As well as preventing considerable pain for patients, reducing pneumothorax incidence will increase the safety of lung biopsy and reduce costs associated with treating this potentially dangerous complication. Some patients with suspected lung cancer who require a lung biopsy are considered unfit for the procedure due to pneumothorax risk. Reducing its incidence would likely result in more lung biopsies being performed in high-risk patients, thus expediting definitive diagnosis, he says. “The prospect of a device to reduce pneumothorax after lung biopsy is a really welcome development.”
McGarvey and Ryan conceived their idea in 2014 while pursuing the BioInnovate Fellowship, an innovation programme affiliated with Stanford BioDesign programme, at NUI Galway. They were soon successful in attaining Enterprise Ireland (EI) commercialisation fund support valued at €500,000.
McGarvey, who is from Tyrone and is a Queen’s University Belfast pharmacy graduate, has over 20 years’ commercial experience in healthcare and business development. Ryan is a biomedical engineer from Tipperary with over 12 years’ experience in medical device development. He completed his PhD with Amber (the Science Foundation Ireland-funded materials research centre in TCD) investigator Prof Bruce Murphy, who acts as technical adviser for the company.
“We discovered this large ‘unmet clinical need’ during the clinical immersion phase of the BioInnovate programme and selected it from over 450 documented unmet needs,” McGarvey notes.
This market is increasing due to the rising global incidence of lung cancer and screening programmes in many countries. Recent advancements in lung cancer therapies with the use of personalised medicines is driving demand for molecular profiling, which can only be carried out through a tissue biopsy. A recent survey of US clinicians has reported a 25 per cent increase in the number of TTNB procedures in the past three years.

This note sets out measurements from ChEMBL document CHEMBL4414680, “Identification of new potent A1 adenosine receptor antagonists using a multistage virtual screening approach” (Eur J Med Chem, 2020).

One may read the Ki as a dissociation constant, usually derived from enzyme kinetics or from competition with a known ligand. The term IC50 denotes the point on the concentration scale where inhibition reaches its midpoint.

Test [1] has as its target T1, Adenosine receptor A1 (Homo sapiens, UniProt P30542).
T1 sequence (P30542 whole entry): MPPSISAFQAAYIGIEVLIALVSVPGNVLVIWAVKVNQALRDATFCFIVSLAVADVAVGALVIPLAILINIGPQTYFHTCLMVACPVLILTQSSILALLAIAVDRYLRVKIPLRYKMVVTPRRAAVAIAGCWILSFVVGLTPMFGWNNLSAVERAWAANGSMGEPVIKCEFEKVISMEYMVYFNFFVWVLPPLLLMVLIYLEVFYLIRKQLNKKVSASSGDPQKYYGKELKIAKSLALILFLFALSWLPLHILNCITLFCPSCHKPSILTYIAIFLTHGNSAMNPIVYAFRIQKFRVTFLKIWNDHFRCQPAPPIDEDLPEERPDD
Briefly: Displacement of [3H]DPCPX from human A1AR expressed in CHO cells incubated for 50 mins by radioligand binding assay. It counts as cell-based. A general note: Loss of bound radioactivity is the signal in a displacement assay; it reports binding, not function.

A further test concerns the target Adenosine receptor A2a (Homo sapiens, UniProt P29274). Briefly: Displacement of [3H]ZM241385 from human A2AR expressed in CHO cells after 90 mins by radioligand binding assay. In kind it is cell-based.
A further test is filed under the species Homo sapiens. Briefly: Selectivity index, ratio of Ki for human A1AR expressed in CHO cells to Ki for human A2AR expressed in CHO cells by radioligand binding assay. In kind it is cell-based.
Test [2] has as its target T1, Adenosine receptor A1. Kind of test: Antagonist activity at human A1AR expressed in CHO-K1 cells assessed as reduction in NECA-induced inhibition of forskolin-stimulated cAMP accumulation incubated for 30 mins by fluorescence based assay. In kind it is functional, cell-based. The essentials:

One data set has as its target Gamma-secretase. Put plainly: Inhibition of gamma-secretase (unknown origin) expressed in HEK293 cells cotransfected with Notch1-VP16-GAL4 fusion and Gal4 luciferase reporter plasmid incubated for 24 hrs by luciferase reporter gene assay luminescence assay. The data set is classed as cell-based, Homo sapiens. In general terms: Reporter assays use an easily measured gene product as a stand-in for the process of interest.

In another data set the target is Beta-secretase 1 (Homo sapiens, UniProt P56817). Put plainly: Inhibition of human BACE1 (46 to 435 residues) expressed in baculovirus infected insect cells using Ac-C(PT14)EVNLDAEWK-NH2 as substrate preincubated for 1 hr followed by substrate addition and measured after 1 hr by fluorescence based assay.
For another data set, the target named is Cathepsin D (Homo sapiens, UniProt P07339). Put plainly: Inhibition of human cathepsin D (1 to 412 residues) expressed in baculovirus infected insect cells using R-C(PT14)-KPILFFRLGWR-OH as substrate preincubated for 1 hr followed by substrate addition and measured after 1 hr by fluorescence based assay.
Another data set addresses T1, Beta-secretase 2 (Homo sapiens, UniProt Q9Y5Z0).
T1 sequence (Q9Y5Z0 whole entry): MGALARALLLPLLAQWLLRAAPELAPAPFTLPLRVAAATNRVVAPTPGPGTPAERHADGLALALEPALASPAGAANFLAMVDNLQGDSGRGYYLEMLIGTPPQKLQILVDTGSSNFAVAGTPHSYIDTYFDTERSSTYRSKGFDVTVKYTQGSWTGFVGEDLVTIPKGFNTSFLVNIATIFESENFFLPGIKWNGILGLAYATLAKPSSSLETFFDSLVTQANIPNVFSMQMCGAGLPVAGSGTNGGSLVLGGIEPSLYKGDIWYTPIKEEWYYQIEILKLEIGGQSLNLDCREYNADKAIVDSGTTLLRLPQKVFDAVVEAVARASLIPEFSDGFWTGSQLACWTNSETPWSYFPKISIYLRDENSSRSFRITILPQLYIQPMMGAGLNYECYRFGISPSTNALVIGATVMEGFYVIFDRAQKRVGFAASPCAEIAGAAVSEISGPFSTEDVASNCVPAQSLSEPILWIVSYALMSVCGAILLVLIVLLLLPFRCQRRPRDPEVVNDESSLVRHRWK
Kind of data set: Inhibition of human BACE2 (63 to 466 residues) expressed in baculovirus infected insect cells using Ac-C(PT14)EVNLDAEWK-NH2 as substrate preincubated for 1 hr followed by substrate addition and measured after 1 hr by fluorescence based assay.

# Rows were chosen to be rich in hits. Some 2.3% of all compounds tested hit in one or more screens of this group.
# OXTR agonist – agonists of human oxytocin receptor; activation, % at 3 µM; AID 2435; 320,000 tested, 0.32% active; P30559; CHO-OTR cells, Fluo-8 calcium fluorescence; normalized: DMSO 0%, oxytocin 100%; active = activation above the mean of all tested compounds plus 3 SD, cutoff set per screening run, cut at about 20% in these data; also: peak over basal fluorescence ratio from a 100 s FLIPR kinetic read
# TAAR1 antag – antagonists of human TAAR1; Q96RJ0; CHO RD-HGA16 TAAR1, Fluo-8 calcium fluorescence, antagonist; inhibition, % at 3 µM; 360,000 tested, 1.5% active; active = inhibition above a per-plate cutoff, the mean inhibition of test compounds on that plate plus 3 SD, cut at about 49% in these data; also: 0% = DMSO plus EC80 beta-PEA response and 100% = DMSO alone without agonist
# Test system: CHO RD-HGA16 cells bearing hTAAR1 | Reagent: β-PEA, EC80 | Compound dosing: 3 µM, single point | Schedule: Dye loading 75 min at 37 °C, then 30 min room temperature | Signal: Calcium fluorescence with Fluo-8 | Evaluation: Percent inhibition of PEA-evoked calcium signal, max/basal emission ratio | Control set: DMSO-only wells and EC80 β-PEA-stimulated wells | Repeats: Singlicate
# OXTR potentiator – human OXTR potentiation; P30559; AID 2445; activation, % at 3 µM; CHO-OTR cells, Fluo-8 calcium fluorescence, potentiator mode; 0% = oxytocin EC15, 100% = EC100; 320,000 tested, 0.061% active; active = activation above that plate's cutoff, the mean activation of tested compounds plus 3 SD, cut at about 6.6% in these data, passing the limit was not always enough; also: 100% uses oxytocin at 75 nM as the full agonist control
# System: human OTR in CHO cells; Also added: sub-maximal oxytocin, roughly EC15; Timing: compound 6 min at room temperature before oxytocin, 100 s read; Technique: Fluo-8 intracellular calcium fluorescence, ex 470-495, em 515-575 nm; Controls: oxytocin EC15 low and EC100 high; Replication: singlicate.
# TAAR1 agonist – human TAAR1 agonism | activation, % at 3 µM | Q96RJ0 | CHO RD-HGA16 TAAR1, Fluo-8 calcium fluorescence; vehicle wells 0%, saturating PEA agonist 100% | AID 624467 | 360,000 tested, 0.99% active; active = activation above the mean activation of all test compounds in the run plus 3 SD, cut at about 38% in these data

Selio is backed by an experienced clinical, business and academic advisory team in addition to Amber. It was among the first group of Irish researchers funded through the SFI/National Science Foundation Innovation-Corps Entrepreneurial Training Programme in Georgia Tech, US. It supports SFI-funded researchers in developing entrepreneurial skills. They attended an intensive bootcamp in Atlanta, followed by a six-week period meeting potential investors and key stakeholders.
They recently won the MedTech Innovator award, the medical technology industry’s non-profit global competition. As a follow-on, they will be in San Jose, California, in September competing with 49 American finalists for a $500,000 prize.
This summer they were singled out by EI as one of the top 10 investor-ready start-ups in their “Big Ideas” 2017 showcase, which allowed them introduce the technology to potential investors, mentors, strategic partners, suppliers and key stakeholders. They also won the 2017 EIT Health Headstart Award in Oxford University, receiving a €50,000 prize.
They plan to spin this technology out of TCD at the end of the year to form an Irish high-potential start-up medical device company. “We require investment in this company and relationships with partners to further develop the technology,” he explains. The likely sequence includes “in-man” clinical trials, validation, approval by regulatory authorities and then on to commercialisation.
Heartened by the progress within a short period, Selio hopes its technology will be available within another three years through a manufacturing base in Ireland – thereby further adding to the 27,000 people employed in a thriving Irish medtech sector.